When Hayat remembers that Baghdad was able to survive and to regain some of its former distinction as a center of Arabic culture, she becomes confident of a survival that echoes the former rebirth of Baghdad.            This idea is marked in the scene of the burning of Baghdad’s Central Library. Looking at the ruins of the library after the act of burning, Hayat states:

               Amid the heaps of ash, the burnt trees, the remainders of books […]
               and the burnt encyclopedias a flock of sheep herds at the library’s 
               field. I hear the bleating of ewes and see their dung between the 
               remnants of books. A shepherd trades with a lamb […] He slays a
               a sheep and hangs it on the Eucalyptus and sells the meat to women
               […] Butchers’ shops are closed and so are grocers […] The women
               make their stew out of the lamb meat (35).

Two images of damage and life are juxtaposed in this scene. The ugliness of the scene is apparent in the way knowledge is eaten up by fire and animals, and in the manner the quiet and beautiful space of the library is filled with the noise and the manure of sheep. However, this chaotic situation offers possibilities of a life that continues out of the ruins. 

In the texts survival offers the central characters the chance to narrate the stories they witness as “narration saves the stories” (al-Dulaymi 125).Through their representation of the historical reality of the Iraqi experience of the trauma of war, women novelists add an essential voice to the Iraqi contemporary narrative of war. The survival of the women in isolation from men and their perseverance has shown the feminist discourse of the texts. 

By researching contemporary Iraqi women’s fiction of war, I do not wish to say that preference should be given to these female writers over male authors. Nor do I wish to claim that civilians suffer more than soldiers in warfare. My research is intended to argue for the necessity of including contemporary Iraqi women’s fiction of war within the wider domain of war literature. Contemporary Iraqi women’s fiction of war embodies women’s artistic responses to that context and offers the testimonial accounts of history from the home front by women. It suggests that gender roles are challenged and resisted, and does so from a female perspective. This perspective requires much greater presence in public discourse.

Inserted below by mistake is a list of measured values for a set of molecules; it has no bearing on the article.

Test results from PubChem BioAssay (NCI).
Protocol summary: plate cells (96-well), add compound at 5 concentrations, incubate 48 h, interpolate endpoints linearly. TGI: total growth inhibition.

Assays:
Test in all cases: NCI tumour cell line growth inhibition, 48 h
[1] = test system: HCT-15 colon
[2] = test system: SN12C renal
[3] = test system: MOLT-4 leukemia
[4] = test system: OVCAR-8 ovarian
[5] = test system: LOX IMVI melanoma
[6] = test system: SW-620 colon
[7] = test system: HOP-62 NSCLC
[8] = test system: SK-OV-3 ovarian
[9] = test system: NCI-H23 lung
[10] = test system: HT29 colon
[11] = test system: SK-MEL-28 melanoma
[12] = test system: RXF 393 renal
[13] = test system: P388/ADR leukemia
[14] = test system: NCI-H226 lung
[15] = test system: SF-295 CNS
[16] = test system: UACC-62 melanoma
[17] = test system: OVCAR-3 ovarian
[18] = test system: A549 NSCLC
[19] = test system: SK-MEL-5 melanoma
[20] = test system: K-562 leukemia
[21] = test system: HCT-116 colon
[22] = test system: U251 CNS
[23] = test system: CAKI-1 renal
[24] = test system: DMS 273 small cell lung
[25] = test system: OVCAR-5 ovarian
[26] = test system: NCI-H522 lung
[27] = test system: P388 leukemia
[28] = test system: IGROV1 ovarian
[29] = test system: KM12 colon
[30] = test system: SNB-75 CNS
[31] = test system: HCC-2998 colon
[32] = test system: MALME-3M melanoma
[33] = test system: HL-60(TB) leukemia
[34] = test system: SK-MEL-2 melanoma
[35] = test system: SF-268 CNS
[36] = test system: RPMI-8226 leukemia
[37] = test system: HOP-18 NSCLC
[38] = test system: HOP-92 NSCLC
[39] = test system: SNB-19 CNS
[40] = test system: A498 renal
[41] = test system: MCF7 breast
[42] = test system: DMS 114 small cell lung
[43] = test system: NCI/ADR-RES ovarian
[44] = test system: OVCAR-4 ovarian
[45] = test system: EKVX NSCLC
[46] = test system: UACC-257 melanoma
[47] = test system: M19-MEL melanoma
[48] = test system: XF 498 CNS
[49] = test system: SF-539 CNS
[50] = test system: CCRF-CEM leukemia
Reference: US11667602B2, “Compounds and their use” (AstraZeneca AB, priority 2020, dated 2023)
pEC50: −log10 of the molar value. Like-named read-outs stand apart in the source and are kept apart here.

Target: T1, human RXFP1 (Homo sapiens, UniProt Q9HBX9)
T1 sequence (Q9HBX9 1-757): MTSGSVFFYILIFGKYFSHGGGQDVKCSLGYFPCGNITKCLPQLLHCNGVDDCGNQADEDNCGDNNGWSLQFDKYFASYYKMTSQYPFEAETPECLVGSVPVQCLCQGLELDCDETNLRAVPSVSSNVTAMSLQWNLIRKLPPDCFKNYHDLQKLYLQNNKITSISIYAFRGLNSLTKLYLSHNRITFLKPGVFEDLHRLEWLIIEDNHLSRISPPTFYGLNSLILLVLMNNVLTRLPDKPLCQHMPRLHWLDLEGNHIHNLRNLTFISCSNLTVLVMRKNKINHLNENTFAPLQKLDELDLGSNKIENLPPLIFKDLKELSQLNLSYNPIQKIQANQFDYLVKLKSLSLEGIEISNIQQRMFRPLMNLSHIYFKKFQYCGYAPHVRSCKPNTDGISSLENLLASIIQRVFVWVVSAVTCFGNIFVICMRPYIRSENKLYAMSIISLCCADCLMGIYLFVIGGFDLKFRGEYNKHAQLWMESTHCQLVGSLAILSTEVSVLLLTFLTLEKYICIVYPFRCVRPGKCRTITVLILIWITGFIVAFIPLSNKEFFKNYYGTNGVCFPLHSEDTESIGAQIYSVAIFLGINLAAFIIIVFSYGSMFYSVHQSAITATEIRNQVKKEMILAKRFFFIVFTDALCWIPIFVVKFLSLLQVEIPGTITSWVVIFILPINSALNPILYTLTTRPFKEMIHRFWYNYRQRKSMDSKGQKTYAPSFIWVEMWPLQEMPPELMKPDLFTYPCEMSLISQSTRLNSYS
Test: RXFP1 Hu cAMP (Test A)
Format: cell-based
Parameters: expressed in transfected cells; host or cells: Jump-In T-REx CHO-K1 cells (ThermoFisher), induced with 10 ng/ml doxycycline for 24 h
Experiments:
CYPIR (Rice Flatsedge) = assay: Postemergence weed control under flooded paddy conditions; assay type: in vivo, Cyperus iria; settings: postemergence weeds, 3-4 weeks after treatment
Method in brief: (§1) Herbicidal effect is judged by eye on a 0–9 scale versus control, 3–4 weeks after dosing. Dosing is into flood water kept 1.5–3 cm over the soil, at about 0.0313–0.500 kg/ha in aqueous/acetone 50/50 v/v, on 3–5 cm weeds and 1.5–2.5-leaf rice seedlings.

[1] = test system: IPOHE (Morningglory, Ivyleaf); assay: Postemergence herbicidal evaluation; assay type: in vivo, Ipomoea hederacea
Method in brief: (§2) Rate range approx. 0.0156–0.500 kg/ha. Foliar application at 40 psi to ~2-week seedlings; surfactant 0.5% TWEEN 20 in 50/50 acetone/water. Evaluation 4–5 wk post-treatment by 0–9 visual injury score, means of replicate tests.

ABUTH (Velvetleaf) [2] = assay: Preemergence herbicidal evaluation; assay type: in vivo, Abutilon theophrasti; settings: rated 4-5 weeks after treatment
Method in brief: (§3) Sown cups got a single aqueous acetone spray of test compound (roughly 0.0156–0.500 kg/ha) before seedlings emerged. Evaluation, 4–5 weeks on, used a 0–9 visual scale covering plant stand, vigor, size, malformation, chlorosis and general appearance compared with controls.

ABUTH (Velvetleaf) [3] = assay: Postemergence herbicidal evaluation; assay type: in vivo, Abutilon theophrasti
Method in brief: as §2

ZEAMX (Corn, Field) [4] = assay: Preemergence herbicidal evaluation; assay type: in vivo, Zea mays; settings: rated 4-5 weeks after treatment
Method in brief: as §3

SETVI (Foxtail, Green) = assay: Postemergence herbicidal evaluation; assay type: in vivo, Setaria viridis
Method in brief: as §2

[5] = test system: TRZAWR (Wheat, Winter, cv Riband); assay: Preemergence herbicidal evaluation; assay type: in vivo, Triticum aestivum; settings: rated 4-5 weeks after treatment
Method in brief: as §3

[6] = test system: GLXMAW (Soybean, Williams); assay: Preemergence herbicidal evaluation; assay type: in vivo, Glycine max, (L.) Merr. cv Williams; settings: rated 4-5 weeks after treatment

•  These lines are from the anthology Standing on al Daghara Bridge (2001) by Iraqi poet Yaʿqub Jawad (1950-2002). The poet was a member of the Iraqi Writers and Publishers Association. He published two anthologies of poetry in which he expressed his deep love for his country. He also wrote many critical articles on poetry before his death in 2002.

Bibliography:

ʿAbdullah, Ibtisam. “al-Aʾkhar fil Miraʾ” [“The Other in the Mirror.”] Contemporary Iraqi Fiction: An Anthology. Ed. and Trans. Shakir Mustafa. New York: Syracuse University Press, 2008, 185-190.

al-Dulaymi, Lutfiyya. Sayyidat Zuhal: Sirat Nas wa Madina [Women of Saturn: Biography of a People and a City] Amman: Fadaaʾt Publishers, 2010. 

Grace, Daphne M. 2006. “Arab Women Write the Trauma of Imprisonment and Exile.” Arab Women’s Lives Retold: Exploring Identity through Writing. Ed. Nawar al-Hassan Golley. Syracuse: Syracuse University Press, 2007, 181-200.

Hadi, Maysalun. al-ʿAlam Naqisan Wahid [The World Minus One] Amman: Dar Osama, 1999.

Husayn, Hadiyya. Ma baʿad al-Hub [Beyond Love.] Trans. Ikram Masmudi. New York: Syracuse University Press, 2012.

al-Jabburi, Irada. “Asra” [“Prisoners”] Juruh fi Shajar al-Nakhil: Qesas min Waqeʾa al-Iraq Iraq [Wounds in Palm Groves: Accounts from Iraq] Ed. International Committee of the Red Cross. Beirut: Riyad al-Rayyes Books, 2007, 55- 65. 

—. “Identity of Numbers.” We Are Iraqis: Aesthetics and Politics in a Time of War. Eds. Nadje  al-ʿAli and Deborah al-Najjar. New York: Syracuse University Press, 2013, 250-255.

Mehta, Brinda J. “Writing against War and Occupation in Iraq: Gender, Social Critique and Creative Resistance in Dunya Mikhaʾil’s The War Works Hard.”  International Journal of Contemporary Iraqi Studies.Vol. 4. Numbers 1& 2, 2010: 79-100.

al-Qazwini, Iqbal. Shubak Zubayda: Riwayat al-Manfa al-Iraqi [Zubayda’s Window: A Novel of Iraqi Exile] Trans.ʿAzza al-Khuli and Amirah Nowayrah. New York: The Feminist Press at the City University, 2008.

Saʿid, Edward W. The World, The Text, And The Critic. London: Vintage, 1991.